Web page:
Idea: Preview

Relevance:     Universal
Nature of reality; Our capacity for understanding reality; Mechanics of reality; Ethics; Rights; Trust in politics

Section 1.
Reality is a fundamentally mysterious duality between the realm of [subjective] experience (a.k.a. consciousness) and the realm of physics (time, space, matter, and energy). It seems that we will never learn which is ‘most real’ because the realm of experience appears to be generated by the realm of physics while the realm of physics is dependent on and can be reduced to the realm of experience. The two are inextricably interdependent on one another, like two sides of the same coin.

Section 2.
The concept of God as a person and creator of the universe is the product of the not fully understood potential of language to create misleading concepts (especially unwittingly self-deceptive fiction) and the self-serving desire to be favored by an existence that is dedicated to making one happy. Instead, God is most sensibly interpreted simply as existence as a whole, one that is indifferent to one's subjective happiness or suffering. Subsequently, the question “does God exist?” is pointless and does not deserve to be even considered (and especially not answered). All we can say meaningfully is “God is existence” and “God is”.
     Furthermore, any inquiry into the nature of existence should be aimed at how one's subjective existence plays a part in the grand scheme of existence, and it should be performed through self-reflection and self-exploration, such as meditation. Therefore, by definition, it is one's own existence that is less certain than the existence of God.

Section 3.
Freewill is an illusion. All animals––including all people––are subjectively experiencing biological machines. Each person is controlled by their desires, and their desires can only be controlled by their other desires. The complexity of the interactions among one's desires gives one the illusion that they are somehow in control. However, this illusion is very easily dispelled if one commits themself to understanding the causes of their actions and behaviors.

Section 4.
The idea of morality—i.e. the idea of ethically right or wrong actions—is nonsense. Ethics is a matter of conflicts of interests, and the question of which actions are ethically acceptable or unacceptable is decided by the interests of the members of a particular group. This, in turn, is a product of the psychological sophistication of the members of a particular group and the environmental and economic circumstances in which they find themselves.
     As such, there are five motives for the creation of ethical standards of acceptable conduct. The most primitive of these motives is the practical dynamics of reciprocity (basically, “I won't harm you if you won't harm me.”). The second motive is emotional, specifically the drive of commiseration, which is the experience of commiseration with others through one's sense of empathy. The third motive is emotional, specifically the drive of love, which is a collection of desires to be intimately connected to other specific persons (the desires vary depending on the preferred type of relationship for a particular person). The fourth motive is also emotional, specifically the feeling of community and shared sense of purpose with other members of a group. The fifth and last motive is intellectual, which is the drive of rationality (including the desires for understanding and integrity).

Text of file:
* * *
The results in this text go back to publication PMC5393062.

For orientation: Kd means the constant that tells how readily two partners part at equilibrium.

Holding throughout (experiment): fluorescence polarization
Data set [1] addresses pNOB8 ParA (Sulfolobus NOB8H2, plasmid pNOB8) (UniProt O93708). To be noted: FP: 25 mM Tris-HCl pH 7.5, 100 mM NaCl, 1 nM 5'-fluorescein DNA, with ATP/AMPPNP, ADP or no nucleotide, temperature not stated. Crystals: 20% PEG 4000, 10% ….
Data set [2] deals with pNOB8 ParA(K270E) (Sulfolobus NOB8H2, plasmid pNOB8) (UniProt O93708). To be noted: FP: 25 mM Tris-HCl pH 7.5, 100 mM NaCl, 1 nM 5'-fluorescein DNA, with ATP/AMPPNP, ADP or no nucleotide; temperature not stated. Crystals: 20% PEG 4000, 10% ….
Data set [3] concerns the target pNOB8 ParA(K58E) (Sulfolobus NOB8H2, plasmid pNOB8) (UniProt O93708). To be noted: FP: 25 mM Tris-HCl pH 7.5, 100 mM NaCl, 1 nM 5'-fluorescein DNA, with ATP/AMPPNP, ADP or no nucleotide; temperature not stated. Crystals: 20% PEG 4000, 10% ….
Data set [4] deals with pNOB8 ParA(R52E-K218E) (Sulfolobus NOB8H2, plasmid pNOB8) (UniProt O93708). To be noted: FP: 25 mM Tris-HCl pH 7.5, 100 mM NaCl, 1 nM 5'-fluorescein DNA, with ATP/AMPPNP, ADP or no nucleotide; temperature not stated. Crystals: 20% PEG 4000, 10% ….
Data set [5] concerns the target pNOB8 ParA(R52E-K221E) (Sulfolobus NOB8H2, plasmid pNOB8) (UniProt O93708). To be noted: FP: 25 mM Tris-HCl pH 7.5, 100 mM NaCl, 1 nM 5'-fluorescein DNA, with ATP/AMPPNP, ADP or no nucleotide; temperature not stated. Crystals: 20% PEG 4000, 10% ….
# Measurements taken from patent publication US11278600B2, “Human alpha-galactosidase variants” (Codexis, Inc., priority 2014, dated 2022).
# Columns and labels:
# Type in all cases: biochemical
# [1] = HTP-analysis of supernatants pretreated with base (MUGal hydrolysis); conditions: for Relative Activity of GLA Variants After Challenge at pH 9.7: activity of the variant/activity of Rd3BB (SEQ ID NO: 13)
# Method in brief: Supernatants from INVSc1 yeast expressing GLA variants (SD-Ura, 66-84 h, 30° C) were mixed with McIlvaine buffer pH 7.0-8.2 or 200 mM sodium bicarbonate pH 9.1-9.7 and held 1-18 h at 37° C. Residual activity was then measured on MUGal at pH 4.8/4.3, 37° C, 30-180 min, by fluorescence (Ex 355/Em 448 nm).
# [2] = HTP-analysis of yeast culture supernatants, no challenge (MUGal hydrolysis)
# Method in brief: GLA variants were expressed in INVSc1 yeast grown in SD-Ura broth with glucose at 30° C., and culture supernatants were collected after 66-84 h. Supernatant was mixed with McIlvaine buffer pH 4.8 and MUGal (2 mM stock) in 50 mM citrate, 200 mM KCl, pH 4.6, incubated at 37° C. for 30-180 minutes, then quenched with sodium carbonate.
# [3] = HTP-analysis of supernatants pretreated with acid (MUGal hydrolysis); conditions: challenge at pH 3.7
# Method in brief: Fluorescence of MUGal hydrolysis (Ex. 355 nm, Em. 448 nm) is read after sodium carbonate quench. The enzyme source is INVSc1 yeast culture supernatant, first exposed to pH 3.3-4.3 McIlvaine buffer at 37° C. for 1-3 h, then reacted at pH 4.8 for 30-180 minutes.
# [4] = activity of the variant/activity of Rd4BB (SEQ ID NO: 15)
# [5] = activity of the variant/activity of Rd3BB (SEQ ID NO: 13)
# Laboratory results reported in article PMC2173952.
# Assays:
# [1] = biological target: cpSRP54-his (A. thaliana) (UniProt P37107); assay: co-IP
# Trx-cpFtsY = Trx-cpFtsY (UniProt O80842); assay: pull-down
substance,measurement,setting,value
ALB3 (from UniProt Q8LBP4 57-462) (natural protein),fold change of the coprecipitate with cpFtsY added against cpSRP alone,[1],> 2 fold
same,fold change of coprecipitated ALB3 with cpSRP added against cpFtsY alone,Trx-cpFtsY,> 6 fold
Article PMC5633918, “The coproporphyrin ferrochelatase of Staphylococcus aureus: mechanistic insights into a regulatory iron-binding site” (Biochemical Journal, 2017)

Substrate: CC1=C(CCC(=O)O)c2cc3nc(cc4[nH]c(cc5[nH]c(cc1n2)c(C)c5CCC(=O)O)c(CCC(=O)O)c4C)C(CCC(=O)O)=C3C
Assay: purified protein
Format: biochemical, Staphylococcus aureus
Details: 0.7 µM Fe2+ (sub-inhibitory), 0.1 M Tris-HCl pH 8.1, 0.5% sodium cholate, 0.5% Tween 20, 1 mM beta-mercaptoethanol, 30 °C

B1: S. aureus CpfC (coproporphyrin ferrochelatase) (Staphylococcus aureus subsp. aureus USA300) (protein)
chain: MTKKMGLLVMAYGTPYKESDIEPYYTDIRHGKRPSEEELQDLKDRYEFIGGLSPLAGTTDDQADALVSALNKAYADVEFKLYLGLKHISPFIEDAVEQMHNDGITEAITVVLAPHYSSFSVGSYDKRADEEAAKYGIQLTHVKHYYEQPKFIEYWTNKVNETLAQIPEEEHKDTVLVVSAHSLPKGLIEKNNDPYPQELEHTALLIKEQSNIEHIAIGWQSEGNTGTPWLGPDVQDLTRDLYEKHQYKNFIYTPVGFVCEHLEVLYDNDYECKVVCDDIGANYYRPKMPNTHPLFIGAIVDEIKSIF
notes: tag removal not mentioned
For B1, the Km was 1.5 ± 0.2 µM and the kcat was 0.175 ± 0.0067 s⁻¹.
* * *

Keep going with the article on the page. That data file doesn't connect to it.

Besides the self-evident ways in which the first four motives function to establish a system of ethics, there is the less obvious motive of rationality. In order to appease this motive, people create various arguments to explain their relation to other persons within their group and within our entire reality. The claim of morality—ultimately supported by nothing but belief (i.e. wishful thinking)—is one example of such an argument. However, the most compelling argument is as follows:
     “No conscious life is more or less ‘objectively significant’ than another because no conscious life has any ‘objective significance’. This is because all significance is subjective, and the idea of ‘objective significance’ is nonsense. Anyone who acts with the idea that one conscious life is more or less ‘objectively significant’ than another is acting irrationally. But, of course, it is not unreasonable and perfectly normal for persons to have subjective biases regarding certain persons that are rooted in desires other than rationality.”

Section 5.
The idea of inherent rights is nonsense; rights can only be granted by one person to another. Specifically, a right is granted when a person guarantees to not take action against another person when the other person performs some specific action.
     People might have differing opinions about which specific rights they are willing to grant to others, but we tend to have a general agreement for most practical purposes. Based on this general agreement, which is consolidated and expressed through our governance structures, we are able to build a stable society.

Section 6.          
When electing officials to positions entrusted with administrative power in a society, the society is best served by electing people whose drive of rationality is greater than their selfish interests of personal gain.
Approval Rating
Egora, “The Worldwide Stock-Market of Ideas”, enables everyone to
– develop their own political philosophy out of various ideas,
– determine which ideas are most strongly supported by the people, and
– find the true representatives of the public will, to elect them into public office.